By Patrick Keys

Today was my first full day at Stockholm World Water Week – an event I’ve wanted to attend since I first heard about it several years ago. This year’s theme, Water and Food Security, is particularly close to home for me since I have worked quite a lot on rainfed agriculture issues, not to mention the content of this blog.

AgWater Solutions panel, Copyright Patrick Keys 2012, All Rights Reserved

I thought it would be useful to run down some of my key first impressions from the day’s proceedings. Full disclosure: I’m serving as a Junior Rapporteur for SIWI, the conference organizer (SIWI stands for Stockholm International Water Institute); Junior rapporteur is a fancy phrase for “Junior Reporter” – I’m taking notes and synthesizing key points on the theme “Good Governance for Water and Food” from the many sessions I attend.

So, here are some preliminary reflections:

1. Good mix of technical presentations and high level thinking: At an international water conference like this, it is likely hard to strike the right balance between general, high level discussions and specific technical presentations. I would have guessed that its easier to attract the former, and harder to find audiences for the latter. However, just today I was able to sit in on some excellent sessions that seemed to merge the technical and applied realities on the ground (e.g. an excellent presentation from the AgWater Solutions team) as well as a great overview of a new multilateral, multi-stakeholder initiative named AGWA (Alliance on Global Water Adaptation), with nuanced discussion of the tradeoffs between built and green infrastructure. I’m very pleased to see the breadth and depth of the work here… very exciting.

2. Diversity of attendance: Given that the only other major international conference I have attended was COP15 in Copenhagen (2009), I am very pleased to see both the diversity in nations, cultures, and ages represented. I expected to see a broad range of countries represented here in Stockholm, given the importance of water and food security, and the relatively international bent of SIWI. However, I’m surprised at the range of institutions that are present, and even more surprised by the representation of younger participants (e.g. under 30). Not that under-30’s aren’t supposed to be here (ahem, otherwise I’d have to leave), but that they are so clearly engaged and already a part of important and diverse work all over the globe. Seeing this type of engagement in a substantive capacity (not just ‘interested’ in water, but represented NGO’s, Investment firms, International finance corporations, etc.) provides a different level of energy at the conference than I expected.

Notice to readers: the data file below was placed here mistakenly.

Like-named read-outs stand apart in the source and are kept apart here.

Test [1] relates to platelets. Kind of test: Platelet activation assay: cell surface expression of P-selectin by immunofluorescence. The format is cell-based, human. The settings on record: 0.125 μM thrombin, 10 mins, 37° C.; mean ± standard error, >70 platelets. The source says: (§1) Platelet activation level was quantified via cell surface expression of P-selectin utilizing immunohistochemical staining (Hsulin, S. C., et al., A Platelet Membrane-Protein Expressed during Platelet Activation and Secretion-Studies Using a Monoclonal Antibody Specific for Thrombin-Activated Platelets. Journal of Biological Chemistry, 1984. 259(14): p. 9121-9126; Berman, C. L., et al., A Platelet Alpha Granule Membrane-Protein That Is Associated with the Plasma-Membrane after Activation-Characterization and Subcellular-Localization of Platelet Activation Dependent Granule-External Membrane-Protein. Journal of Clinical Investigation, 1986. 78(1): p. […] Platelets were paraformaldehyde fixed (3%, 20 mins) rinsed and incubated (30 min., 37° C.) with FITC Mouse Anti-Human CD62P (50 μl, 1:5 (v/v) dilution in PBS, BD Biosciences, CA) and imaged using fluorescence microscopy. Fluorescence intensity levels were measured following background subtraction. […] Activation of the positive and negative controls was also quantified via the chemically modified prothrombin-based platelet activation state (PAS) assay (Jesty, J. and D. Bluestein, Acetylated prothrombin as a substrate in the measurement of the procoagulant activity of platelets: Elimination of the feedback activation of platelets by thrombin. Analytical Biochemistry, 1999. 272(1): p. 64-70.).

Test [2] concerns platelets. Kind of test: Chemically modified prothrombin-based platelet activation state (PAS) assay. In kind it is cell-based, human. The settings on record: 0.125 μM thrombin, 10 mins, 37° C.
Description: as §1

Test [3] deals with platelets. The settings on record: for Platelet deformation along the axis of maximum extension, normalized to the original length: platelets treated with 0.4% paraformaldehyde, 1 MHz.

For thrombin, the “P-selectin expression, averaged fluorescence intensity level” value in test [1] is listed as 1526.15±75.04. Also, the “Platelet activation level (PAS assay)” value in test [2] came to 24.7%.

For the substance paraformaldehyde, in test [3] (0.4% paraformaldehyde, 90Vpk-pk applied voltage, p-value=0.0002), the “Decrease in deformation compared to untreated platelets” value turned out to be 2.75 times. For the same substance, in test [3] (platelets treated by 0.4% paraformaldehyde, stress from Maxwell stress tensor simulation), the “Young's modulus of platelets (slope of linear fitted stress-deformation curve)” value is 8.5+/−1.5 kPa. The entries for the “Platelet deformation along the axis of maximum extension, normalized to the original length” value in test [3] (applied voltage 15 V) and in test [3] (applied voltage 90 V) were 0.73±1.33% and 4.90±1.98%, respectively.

3. Casual and approachable: When I went to COP15, I can’t really communicate how profoundly I felt like an outsider. I attended lots of sessions and listened to lots of speakers, but I didn’t ever really feel that I could engage with other participants at the conference without feeling like I was wasting their time. Here, so far at least, there seems to be a real interest to connect with other water professionals and there is a pervasive casual and approachable dynamic. This is so critical to the ‘offline’ discussions and coffee chats that will take place over the course of the week and contribute greatly to the informal outcomes and partnerships between individuals and groups. I’m already looking forward to the many more insightful conversations to be had over altogether too much free coffee.

Thats all I have for now. Not the usual water security pontificating, I know, but wanted to let folks know what the SWWW is like so far.

Also, if you’re so inclined, you can follow my live-coverage on my Twitter account @watersecurity. I also recommend following the event with the search tag #wwweek and the junior rapporteurs are also tweeting with #Jrap. Lots of great coverage!